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Current issues with standards in the measurement and documentation of human skeletal anatomy

Magee, Justin, Mcclelland, Brian and Winder, John (2012) Current issues with standards in the measurement and documentation of human skeletal anatomy. Journal of Anatomy, 2211 (3). pp. 240-251. [Journal article]

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URL: http://onlinelibrary.wiley.com/doi/10.1111/joa.2012.221.issue-3/issuetoc

DOI: 10.1111/j.1469-7580.2012.01535.x


Digital modeling of human anatomy has become increasingly important and relies on well-documented quantitative anatomy literature. This type of documentation is common for the spine and pelvis; however, significant issues exist due to the lack of standardization in measurement and technique. Existing literature on quantitative anatomy for the spine and pelvis of white adults (aged 18–65 years, separated into decadal categories) was reviewed from the disciplines of anatomy, manipulative therapy, anthropometrics, occupational ergonomics, biomechanics and forensic science. The data were unified into a single normative model of the sub-axial spine. Two-dimensional orthographic drawings were produced from the 590 individual measurements identified, which informed the development of a 3D digital model. A similar review of full range of motion data was conducted as a meta-analysis and the results were applied to the existing model, providing an inter-connected, articulated digital spine. During these data analysis processes several inconsistencies were observed accompanied by an evidential lack of standardization with measurement and recording of data. These have been categorized as: anatomical terminology; scaling of measurements; measurement methodology, dimension and anatomical reference positions; global coordinate systems. There is inconsistency in anatomical terminology where independent researchers use the same terms to describe different aspects of anatomy or different terms for the same anatomy. Published standards exist for measurement methods of the human body regarding spatial interaction, anthropometric databases, automotive applications, clothing industries and for computer manikins, but none exists for skeletal anatomy. Presentation of measurements often lacks formal structure in clinical publications, seldom providing geometric reference points, therefore making digital reconstruction difficult. Published quantitative data does not follow existing international published standards relating to engineering drawing and visual communication. Large variations are also evident in standards or guidelines used for global coordinate systems across biomechanics, ergonomics, software systems and 3D software applications. This paper identifies where established good practice exists and suggests additional recommendations, informing an improved communication protocol, to assist reconstruction of skeletal anatomy using 3D digital modeling.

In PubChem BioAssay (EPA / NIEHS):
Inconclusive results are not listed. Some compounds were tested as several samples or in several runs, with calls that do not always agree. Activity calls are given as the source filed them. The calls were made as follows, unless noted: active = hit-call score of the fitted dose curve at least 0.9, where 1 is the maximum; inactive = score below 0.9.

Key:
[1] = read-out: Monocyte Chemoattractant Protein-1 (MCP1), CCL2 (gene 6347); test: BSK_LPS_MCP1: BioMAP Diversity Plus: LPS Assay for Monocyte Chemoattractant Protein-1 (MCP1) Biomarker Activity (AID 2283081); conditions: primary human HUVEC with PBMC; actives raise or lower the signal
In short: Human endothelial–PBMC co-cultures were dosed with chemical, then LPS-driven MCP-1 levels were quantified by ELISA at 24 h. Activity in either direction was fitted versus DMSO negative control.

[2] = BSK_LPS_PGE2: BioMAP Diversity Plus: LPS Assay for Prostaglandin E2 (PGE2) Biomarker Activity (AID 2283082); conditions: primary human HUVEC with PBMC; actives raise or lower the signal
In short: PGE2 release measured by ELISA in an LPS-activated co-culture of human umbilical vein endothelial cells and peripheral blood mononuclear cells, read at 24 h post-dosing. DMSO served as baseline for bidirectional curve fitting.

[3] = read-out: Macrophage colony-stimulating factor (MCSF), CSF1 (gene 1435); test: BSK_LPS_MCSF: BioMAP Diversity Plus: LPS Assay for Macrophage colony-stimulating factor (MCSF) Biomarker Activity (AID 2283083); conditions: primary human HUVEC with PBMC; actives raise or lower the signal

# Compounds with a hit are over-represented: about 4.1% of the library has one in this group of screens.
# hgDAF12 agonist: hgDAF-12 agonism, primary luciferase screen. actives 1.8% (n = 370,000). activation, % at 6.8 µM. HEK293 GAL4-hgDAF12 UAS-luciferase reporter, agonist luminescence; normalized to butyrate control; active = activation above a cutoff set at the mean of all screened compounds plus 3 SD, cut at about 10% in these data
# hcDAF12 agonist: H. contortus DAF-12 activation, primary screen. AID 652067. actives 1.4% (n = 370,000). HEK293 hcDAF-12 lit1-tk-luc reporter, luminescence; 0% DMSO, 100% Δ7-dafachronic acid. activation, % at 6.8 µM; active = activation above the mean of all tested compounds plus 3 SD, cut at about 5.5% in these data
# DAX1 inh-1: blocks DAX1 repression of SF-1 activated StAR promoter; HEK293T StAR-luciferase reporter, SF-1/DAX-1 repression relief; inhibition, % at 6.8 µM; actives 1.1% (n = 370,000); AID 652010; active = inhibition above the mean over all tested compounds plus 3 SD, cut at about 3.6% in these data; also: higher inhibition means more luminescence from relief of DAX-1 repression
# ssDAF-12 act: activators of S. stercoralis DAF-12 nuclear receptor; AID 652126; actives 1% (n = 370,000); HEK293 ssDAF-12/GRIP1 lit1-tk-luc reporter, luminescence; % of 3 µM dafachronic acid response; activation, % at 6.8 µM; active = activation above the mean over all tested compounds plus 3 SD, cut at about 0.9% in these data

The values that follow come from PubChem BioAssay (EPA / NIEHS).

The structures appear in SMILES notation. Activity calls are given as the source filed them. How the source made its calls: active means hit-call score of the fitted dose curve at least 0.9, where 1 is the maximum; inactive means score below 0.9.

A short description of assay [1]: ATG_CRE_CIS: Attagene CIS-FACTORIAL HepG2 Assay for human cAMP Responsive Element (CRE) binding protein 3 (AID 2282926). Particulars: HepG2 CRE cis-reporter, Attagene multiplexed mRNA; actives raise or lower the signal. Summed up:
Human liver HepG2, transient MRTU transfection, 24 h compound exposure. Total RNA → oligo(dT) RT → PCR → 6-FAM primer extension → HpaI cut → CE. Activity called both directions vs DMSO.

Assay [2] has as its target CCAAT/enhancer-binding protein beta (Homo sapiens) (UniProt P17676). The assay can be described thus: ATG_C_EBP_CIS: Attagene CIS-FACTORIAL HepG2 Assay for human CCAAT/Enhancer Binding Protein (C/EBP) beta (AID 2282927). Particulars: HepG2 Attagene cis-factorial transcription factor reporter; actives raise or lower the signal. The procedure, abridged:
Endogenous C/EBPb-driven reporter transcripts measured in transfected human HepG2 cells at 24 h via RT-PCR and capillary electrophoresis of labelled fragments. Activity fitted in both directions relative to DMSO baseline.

Item Type:Journal article
Keywords:digital human modeling; geometric reconstruction; vertebral and pelvic measurement.
Faculties and Schools:Faculty of Life and Health Sciences
Faculty of Arts
Faculty of Life and Health Sciences > School of Health Sciences
Faculty of Arts > School of Creative Arts and Technologies
Research Institutes and Groups:Institute of Nursing and Health Research > Centre for Health and Rehabilitation Technologies
Art and Design Research Institute > Future and Virtual Worlds
Art and Design Research Institute
ID Code:22949
Deposited By: Dr Justin Magee
Deposited On:10 Aug 2012 11:54
Last Modified:09 Dec 2015 11:06

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